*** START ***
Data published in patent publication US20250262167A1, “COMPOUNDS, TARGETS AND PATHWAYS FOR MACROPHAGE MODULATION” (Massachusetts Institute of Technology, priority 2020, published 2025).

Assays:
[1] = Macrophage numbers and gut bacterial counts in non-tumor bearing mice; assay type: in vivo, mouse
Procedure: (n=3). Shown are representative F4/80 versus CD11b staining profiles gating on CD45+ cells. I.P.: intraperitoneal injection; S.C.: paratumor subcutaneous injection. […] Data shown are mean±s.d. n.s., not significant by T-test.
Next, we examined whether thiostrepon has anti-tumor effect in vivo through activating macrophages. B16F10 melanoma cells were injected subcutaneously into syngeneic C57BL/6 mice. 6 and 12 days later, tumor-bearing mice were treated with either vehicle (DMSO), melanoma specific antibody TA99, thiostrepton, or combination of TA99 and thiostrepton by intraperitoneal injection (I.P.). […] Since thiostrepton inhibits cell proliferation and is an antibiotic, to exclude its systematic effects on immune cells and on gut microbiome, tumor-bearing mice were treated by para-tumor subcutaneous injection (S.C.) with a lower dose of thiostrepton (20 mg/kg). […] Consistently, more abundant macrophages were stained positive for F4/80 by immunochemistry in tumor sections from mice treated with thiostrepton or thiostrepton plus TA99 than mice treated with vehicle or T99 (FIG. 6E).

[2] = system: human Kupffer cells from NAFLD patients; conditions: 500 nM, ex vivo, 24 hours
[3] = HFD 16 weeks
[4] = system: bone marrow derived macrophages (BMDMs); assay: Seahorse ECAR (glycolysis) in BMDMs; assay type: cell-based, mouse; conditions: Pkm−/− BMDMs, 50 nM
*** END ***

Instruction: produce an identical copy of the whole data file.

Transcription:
Data published in patent publication US20250262167A1, “COMPOUNDS, TARGETS AND PATHWAYS FOR MACROPHAGE MODULATION” (Massachusetts Institute of Technology, priority 2020, published 2025).

Assays:
[1] = Macrophage numbers and gut bacterial counts in non-tumor bearing mice; assay type: in vivo, mouse
Procedure: (n=3). Shown are representative F4/80 versus CD11b staining profiles gating on CD45+ cells. I.P.: intraperitoneal injection; S.C.: paratumor subcutaneous injection. […] Data shown are mean±s.d. n.s., not significant by T-test.
Next, we examined whether thiostrepon has anti-tumor effect in vivo through activating macrophages. B16F10 melanoma cells were injected subcutaneously into syngeneic C57BL/6 mice. 6 and 12 days later, tumor-bearing mice were treated with either vehicle (DMSO), melanoma specific antibody TA99, thiostrepton, or combination of TA99 and thiostrepton by intraperitoneal injection (I.P.). […] Since thiostrepton inhibits cell proliferation and is an antibiotic, to exclude its systematic effects on immune cells and on gut microbiome, tumor-bearing mice were treated by para-tumor subcutaneous injection (S.C.) with a lower dose of thiostrepton (20 mg/kg). […] Consistently, more abundant macrophages were stained positive for F4/80 by immunochemistry in tumor sections from mice treated with thiostrepton or thiostrepton plus TA99 than mice treated with vehicle or T99 (FIG. 6E).

[2] = system: human Kupffer cells from NAFLD patients; conditions: 500 nM, ex vivo, 24 hours
[3] = HFD 16 weeks
[4] = system: bone marrow derived macrophages (BMDMs); assay: Seahorse ECAR (glycolysis) in BMDMs; assay type: cell-based, mouse; conditions: Pkm−/− BMDMs, 50 nM